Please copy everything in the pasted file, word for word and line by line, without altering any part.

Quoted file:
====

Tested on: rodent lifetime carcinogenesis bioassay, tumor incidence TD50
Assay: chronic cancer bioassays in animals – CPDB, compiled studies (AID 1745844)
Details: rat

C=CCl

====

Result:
Tested on: rodent lifetime carcinogenesis bioassay, tumor incidence TD50
Assay: chronic cancer bioassays in animals – CPDB, compiled studies (AID 1745844)
Details: rat

C=CCl